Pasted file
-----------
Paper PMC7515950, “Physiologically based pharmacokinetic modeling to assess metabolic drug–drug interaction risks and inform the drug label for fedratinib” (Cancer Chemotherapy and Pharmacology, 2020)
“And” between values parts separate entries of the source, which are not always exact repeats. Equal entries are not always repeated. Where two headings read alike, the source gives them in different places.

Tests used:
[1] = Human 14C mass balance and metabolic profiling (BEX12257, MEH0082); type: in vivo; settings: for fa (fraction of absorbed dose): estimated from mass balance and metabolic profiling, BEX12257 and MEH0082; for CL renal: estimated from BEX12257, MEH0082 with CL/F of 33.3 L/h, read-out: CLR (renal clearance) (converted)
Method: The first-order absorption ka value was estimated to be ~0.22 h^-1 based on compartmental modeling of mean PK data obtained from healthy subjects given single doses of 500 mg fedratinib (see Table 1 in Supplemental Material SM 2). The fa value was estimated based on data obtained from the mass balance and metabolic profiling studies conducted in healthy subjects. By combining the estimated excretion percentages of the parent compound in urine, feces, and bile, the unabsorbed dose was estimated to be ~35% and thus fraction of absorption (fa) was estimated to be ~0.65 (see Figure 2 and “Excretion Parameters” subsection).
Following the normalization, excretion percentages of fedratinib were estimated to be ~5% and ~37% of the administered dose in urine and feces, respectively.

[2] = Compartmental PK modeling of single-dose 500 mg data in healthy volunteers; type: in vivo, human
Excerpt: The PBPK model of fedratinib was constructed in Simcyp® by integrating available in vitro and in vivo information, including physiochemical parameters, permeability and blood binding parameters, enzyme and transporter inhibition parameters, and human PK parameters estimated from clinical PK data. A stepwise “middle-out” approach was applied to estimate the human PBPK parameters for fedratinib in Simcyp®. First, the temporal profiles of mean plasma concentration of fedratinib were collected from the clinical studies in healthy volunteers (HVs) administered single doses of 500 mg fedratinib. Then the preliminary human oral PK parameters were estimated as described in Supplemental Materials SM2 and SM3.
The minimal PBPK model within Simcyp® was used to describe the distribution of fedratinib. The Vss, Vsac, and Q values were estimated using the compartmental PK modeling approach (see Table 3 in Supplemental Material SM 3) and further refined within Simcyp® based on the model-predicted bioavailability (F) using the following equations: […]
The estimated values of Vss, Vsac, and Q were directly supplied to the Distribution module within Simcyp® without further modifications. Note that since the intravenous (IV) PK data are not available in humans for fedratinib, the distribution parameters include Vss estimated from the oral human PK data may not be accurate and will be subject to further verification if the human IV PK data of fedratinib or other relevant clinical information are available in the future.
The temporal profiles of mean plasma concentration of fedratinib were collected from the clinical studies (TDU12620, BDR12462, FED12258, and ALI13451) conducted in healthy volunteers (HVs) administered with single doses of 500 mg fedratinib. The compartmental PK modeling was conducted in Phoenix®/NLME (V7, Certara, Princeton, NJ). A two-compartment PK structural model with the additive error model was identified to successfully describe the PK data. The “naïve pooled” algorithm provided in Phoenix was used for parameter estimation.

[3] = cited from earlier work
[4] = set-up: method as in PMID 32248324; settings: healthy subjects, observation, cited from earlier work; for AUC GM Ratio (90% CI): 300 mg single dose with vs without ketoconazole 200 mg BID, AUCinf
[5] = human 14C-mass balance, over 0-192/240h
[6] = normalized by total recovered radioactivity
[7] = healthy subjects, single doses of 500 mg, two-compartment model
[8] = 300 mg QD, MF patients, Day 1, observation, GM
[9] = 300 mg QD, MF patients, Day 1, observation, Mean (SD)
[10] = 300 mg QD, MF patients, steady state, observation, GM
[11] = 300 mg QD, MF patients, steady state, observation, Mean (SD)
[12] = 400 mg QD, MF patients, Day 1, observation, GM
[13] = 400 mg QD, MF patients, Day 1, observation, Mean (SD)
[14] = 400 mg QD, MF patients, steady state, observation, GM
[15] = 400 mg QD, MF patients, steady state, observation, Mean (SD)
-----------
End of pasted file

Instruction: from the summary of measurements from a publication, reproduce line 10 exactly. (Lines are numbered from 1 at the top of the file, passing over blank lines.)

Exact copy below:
The estimated values of Vss, Vsac, and Q were directly supplied to the Distribution module within Simcyp® without further modifications. Note that since the intravenous (IV) PK data are not available in humans for fedratinib, the distribution parameters include Vss estimated from the oral human PK data may not be accurate and will be subject to further verification if the human IV PK data of fedratinib or other relevant clinical information are available in the future.